PaperCity Magazine

PaperCity Dallas May 2023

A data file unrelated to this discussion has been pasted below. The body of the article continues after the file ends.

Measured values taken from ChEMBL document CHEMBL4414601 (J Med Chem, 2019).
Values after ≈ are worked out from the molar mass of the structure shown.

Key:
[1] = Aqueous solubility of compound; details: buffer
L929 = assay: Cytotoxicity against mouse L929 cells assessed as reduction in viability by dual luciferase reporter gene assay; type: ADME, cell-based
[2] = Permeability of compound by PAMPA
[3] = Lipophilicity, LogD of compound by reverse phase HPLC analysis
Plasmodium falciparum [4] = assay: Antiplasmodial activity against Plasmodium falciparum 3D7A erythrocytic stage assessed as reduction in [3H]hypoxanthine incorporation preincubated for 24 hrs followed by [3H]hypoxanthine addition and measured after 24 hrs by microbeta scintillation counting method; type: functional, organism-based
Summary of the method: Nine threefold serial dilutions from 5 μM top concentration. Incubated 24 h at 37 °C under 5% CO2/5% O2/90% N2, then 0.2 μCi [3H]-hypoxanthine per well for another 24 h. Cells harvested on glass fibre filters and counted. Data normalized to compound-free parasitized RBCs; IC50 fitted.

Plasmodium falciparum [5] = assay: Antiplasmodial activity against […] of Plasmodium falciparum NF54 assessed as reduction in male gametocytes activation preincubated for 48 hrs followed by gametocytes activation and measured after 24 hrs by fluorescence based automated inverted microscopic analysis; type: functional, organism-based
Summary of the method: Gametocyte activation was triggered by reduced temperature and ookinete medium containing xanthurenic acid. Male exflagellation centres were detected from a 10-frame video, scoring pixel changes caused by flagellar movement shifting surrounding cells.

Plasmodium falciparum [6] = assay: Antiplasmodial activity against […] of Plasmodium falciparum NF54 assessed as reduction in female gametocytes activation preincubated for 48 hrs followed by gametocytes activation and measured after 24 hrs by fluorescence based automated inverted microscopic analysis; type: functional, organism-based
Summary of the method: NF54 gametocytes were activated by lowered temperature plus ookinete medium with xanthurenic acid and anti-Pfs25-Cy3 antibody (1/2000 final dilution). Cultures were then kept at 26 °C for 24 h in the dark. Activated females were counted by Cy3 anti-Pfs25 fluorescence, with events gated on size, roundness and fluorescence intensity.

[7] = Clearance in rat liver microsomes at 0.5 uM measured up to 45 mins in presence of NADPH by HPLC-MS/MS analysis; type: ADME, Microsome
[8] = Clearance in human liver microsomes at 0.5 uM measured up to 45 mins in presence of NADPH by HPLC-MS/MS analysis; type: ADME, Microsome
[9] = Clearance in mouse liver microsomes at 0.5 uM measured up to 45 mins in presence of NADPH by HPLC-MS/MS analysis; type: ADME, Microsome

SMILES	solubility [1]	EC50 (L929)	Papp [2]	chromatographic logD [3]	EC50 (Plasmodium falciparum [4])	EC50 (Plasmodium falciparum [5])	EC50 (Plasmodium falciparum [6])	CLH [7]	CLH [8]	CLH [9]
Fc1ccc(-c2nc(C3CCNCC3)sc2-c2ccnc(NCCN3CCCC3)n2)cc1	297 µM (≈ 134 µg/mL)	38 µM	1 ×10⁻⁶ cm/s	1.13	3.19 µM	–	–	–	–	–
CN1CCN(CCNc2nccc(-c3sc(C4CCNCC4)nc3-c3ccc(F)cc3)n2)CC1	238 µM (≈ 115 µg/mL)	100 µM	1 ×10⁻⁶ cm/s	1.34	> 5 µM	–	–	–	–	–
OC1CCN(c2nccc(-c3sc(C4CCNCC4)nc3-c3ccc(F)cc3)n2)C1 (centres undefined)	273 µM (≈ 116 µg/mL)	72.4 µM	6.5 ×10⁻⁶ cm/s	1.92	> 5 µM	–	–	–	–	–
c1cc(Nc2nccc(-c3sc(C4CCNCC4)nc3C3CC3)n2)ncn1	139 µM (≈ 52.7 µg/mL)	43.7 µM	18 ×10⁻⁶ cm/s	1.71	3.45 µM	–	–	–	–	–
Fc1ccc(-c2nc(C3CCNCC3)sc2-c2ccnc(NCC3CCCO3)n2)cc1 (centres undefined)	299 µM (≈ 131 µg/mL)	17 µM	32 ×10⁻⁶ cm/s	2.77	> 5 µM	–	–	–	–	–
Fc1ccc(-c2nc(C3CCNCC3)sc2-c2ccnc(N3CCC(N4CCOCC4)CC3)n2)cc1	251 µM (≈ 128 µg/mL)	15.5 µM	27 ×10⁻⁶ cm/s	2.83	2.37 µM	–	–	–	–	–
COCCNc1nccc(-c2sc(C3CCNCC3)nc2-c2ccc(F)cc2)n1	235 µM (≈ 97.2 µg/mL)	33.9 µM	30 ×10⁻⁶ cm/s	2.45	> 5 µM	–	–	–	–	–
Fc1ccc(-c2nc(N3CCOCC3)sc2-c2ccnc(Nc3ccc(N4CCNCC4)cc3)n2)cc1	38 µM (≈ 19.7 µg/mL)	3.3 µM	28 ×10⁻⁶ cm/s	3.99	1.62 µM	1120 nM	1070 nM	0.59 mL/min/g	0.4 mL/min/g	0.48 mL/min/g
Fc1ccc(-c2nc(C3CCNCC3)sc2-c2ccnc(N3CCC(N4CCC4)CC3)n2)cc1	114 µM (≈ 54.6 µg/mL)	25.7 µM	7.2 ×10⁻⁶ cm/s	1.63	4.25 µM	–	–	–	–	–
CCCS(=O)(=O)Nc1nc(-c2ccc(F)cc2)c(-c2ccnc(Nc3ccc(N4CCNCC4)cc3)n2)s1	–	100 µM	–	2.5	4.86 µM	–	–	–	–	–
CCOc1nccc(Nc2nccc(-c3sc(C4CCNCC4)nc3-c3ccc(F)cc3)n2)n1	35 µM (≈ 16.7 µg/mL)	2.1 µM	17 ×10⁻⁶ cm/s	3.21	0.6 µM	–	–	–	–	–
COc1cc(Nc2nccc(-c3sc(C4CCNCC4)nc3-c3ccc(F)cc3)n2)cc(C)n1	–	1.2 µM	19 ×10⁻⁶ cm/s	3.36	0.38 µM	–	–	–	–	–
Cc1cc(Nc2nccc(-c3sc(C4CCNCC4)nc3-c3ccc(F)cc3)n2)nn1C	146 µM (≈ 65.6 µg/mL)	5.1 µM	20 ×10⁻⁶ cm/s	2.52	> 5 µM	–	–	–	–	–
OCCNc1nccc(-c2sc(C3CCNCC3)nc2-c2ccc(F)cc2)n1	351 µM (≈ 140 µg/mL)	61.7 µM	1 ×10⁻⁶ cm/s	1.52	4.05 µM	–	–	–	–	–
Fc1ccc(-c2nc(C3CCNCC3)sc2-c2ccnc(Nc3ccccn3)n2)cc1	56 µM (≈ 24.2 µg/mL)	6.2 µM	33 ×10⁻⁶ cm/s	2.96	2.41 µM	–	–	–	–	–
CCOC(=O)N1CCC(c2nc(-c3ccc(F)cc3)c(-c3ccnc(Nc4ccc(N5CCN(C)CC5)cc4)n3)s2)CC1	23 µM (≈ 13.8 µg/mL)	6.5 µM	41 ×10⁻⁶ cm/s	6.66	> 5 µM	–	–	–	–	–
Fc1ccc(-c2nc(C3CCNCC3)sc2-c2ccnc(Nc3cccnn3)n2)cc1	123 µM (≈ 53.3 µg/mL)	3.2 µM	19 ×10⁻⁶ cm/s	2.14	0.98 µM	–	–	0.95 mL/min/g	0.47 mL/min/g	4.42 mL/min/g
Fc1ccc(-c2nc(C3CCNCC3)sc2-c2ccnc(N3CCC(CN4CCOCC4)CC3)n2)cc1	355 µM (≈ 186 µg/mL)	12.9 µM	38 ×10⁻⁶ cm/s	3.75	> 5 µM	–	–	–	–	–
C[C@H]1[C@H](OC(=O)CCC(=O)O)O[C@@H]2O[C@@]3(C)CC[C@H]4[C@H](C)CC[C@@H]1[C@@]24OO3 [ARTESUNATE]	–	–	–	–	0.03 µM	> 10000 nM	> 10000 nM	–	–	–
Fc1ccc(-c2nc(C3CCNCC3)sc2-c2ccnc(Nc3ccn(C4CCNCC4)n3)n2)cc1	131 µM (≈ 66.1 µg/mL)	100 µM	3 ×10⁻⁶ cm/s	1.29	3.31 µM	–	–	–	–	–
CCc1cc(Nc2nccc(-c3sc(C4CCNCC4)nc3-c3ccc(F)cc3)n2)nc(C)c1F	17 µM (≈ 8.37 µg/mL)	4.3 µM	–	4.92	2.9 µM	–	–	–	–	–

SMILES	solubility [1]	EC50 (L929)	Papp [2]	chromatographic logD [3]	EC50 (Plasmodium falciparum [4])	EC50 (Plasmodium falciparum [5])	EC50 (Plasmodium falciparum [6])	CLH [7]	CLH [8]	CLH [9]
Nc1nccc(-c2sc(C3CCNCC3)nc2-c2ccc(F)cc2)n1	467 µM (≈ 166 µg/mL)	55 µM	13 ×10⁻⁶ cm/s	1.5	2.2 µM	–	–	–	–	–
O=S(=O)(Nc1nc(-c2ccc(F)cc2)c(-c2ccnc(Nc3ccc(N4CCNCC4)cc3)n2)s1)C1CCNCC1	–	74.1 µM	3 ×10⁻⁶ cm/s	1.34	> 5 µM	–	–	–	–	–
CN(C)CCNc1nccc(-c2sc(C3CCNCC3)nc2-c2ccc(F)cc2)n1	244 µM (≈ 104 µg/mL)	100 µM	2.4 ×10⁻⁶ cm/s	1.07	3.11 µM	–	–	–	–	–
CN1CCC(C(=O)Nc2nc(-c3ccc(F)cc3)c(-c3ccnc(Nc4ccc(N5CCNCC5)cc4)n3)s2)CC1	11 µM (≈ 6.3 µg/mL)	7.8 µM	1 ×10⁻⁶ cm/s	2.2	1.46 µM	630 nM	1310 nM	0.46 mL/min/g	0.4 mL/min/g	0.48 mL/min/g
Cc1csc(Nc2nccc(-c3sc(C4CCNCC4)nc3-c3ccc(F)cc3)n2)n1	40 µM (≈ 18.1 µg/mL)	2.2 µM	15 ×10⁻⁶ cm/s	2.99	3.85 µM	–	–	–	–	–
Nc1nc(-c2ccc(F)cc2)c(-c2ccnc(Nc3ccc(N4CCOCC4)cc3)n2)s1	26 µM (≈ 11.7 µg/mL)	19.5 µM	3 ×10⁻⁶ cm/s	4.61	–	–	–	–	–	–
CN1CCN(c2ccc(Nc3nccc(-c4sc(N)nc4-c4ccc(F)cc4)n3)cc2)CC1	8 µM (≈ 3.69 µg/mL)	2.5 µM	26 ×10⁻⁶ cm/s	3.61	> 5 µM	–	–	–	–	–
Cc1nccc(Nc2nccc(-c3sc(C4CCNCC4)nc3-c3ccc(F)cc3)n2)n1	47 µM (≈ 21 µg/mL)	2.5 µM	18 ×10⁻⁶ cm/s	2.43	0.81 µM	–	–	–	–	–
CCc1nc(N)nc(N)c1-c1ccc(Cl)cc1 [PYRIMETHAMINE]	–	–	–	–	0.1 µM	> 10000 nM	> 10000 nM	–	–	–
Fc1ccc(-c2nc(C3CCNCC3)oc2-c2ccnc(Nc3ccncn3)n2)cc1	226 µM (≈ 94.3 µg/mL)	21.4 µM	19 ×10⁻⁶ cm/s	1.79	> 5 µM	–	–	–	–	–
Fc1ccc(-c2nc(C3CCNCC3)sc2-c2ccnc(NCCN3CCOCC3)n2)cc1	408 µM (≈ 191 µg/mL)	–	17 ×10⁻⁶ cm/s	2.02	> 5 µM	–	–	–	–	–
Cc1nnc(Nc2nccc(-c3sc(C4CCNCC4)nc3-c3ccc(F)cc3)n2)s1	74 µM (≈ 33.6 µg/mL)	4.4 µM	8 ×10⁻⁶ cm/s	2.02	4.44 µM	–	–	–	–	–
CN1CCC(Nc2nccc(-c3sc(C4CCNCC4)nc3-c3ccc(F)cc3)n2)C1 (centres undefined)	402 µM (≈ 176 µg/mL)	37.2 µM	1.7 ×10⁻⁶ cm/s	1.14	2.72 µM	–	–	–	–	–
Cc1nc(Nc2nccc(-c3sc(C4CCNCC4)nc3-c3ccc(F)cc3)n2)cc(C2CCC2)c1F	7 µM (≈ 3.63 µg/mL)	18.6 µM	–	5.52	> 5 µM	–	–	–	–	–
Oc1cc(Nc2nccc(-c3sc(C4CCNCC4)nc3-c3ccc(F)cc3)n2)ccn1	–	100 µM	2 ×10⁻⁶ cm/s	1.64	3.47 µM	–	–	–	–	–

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Ro2 Unveils in Trinity Groves Game Changer: I t's always a pleasure to cover the next iteration of an art space, especially when the gallerist is a dealer we know and admire, and whose program promotes Texas talents. Ro2 Art — home to notables such as Akirash, Daniel Johnston, James Isaac Zamora, and Brian K. Jones and Brian K. Scott of Chuck & George renown — has staked a bold claim to Trinity Groves. (Its previous Cedars space at 1501 S. Ervay Street remains open, utilized for special projects including Ro2's signature summertime small-works invitational, "Chaos," and exhibitions introducing emerging artists and experimental work.) The space takes its name from the mother-son duo who founded it in 2010, creative director Susan Roth Romans and director Jordan Roth, the de facto face of Ro2, who heads up daily operations. The gallery boasts 250 exhibitions to date, a 50-artist roster, and an innovative history including pop-ups, satellite spaces, and even establishing a satellite art fair, all before their latest move to the Tin District in the heart of Trinity Groves. The new Ro2 Art is "absolutely the most important gallery space we've had to date," says Jordan Roth, describing the 4,000-square-foot main gallery that occupies a former commercial structure, with an 1,800-square-foot adjoining building for viewing room and art storage. Their hunt for new digs was prompted by the need to mount two exhibitions simultaneously, larger walls, and more room for sculpture. "In March 2022, we were contacted by [developer] Butch McGregor to look at Tin District," he says. The attraction was instant: "When touring around, we encountered so many artists we knew who were operating studios in the area. The vibe felt absolutely right; it felt like home. Also, the close proximity to downtown and the Design District was ideal for us." Then he saw 2606 Bataan, a circa-'70s site that had previously housed a drywall company's warehouse and offices. "The facade is completely unique and has an almost institutional feel. The amount of space was exactly what we needed, and potential outdoor events and a great parking lot were bonuses." While it took a year, the developer committed to extensive renovation to make the new gallery possible. "My mom designed the interior of the space; the exterior just needed a fresh coat of paint and a truly striking entrance, which was designed by architect Corky Cunningham." Voilà — Ro2 Art, Tin District edition, opened this spring. Its inaugural show featured film noirish painter Sophia Anthony (whose "Interior Motives" will have a second stop at Ro2's site in the Cedars, May 13 – June 3), followed by Chance Dunlap's "Friends, #noncactus" featuring 100 sculptures of cacti perched on a handmade table (through May 20). Upcoming is a birthday solo for nonagenarian Gillian Bradshaw-Smith, who's exhibited alongside Noguchi and Romare Bearden, paired with intricate, postcard-sized drawings by Brad Ford Smith, inspired by sculpture that exists in Dallas and imaginary works in the artist's mind (May 6 – June 10). While Tin District is new terrain for Ro2, the gallery's community-and-activist purpose remains the same. "The mission has always been to show emerging, mid-career, and established artists, as well as to give artists their first shows," Jordan says. "Ro2 Art strives to highlight women artists, new talent, and artists who have been overlooked." Ro2 Art, 2606 Bataan, By Catherine D. Anspon. Photography Jacob Carroll. The new Ro2 Art, Trinity Groves Jordan Roth with a work by Terry Hays Sophia Anthony with her canvas Understood Incomprehensibly, 2023 80

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